There have been many power struggles between the federal and state governments. These are captured in the many debates and interpretations of the constitution by the two opposing parties, the Federalist Party and the Republican Party. These debates have shaped the country, as we know it today. This paper will compare the different points of v
The naturalization act sought to make all acquisitions of American citizenship uniform in the entire country. These provisions were to be followed by all state leaders in the country (Alien and Sedition Acts or 1798, 1905. pp, 137-148). Conformity to such rules implies that the states are under the control of the federal government. There is therefore need for recognition of federal superiority and conclude that the Federalist Party had the right inclination; it is better to have a federal government that is stronger that the state governments.
The immigration Act was one of the objects of debate. According to a Claus in the Act, the authority of the president, according to this act, to denounce the citizenship of all aliens if he had any cause to suspect ulterior motives for them (Alien and Sedition Acts or 1798, 1905 page 137-148). This was responsible for the Japanese segregation in the course of the Second World War. However, the powers were later reduced when the clause was resolved. All people are under the protection of the law and therefore the president cannot make the calls without following the due process (Virginia and Kentucky Resolutions of 1798, 1905 page 148-160). However, there is no denying that the federal government has an obligation to protect the interests of the nation. This implies that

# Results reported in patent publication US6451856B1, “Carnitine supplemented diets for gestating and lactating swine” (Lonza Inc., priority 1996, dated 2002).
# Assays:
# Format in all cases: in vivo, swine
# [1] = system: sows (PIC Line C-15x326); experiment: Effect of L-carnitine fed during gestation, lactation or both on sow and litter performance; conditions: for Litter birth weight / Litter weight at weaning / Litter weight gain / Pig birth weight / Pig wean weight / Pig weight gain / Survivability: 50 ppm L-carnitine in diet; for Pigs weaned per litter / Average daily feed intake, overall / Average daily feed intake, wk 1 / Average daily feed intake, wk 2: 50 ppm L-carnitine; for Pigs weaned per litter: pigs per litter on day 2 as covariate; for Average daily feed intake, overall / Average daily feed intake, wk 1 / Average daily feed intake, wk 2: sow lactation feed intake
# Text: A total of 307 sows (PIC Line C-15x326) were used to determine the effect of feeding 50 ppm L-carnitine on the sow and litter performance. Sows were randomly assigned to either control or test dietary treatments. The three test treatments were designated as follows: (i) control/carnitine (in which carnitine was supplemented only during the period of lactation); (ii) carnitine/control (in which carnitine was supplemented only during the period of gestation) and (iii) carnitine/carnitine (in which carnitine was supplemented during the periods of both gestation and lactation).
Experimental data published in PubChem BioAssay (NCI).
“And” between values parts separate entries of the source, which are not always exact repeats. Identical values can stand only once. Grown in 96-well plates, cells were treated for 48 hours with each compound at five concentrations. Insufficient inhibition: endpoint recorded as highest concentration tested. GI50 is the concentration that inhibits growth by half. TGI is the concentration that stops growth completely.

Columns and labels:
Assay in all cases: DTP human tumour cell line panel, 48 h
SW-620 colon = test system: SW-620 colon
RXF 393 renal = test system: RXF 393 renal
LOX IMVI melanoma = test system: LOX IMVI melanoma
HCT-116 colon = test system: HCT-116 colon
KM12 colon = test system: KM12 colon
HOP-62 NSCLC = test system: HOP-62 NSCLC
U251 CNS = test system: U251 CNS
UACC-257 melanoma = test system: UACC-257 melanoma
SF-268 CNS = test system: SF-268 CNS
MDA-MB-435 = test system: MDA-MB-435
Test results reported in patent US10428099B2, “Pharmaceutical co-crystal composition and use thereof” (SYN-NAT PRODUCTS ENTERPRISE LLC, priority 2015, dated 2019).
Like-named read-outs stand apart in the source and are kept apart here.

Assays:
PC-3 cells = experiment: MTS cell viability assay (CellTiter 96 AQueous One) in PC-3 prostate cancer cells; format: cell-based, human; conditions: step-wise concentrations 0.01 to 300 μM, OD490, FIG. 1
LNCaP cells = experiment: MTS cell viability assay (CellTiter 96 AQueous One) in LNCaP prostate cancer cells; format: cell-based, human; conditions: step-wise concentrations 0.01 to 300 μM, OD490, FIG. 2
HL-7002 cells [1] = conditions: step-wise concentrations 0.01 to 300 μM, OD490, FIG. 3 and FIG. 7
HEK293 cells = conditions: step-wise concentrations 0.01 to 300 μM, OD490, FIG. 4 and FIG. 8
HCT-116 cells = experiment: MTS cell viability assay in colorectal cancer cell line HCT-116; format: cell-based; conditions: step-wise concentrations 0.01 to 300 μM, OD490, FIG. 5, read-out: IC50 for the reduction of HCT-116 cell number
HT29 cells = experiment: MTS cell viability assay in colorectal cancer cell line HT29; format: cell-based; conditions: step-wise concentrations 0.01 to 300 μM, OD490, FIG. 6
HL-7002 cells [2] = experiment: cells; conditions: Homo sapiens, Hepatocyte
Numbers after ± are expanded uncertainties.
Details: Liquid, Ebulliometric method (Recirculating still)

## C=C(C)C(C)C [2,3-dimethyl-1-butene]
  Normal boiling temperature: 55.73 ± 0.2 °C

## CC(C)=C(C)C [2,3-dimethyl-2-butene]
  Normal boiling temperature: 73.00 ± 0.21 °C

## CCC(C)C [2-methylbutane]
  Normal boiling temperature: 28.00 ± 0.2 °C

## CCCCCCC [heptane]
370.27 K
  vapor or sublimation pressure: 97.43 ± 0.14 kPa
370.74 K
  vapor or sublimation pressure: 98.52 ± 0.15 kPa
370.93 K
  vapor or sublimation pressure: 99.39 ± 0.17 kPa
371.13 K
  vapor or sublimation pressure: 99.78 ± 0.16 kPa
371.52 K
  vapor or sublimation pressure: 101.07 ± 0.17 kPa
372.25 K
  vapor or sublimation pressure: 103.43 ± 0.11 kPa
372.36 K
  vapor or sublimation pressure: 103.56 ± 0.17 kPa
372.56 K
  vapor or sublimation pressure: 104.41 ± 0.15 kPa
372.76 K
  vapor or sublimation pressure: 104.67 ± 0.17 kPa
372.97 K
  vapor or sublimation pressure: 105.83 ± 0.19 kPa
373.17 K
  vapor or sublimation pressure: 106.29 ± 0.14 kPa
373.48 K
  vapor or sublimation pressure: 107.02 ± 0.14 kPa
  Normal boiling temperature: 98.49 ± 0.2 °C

though the issue was later resolved, the federal government still has a role to play to play when aliens pose a threat to the country.
The Jefferson vs. Hamilton debate about the first national bank was also a landmark in the struggle between the two parties. In his argument against the first national bank being under the control of the state, Jefferson pointed out that that all powers not delegates to the federal government by the constitution, not prohibited by the same constitution belong to the state or to the people (Debate on the First National...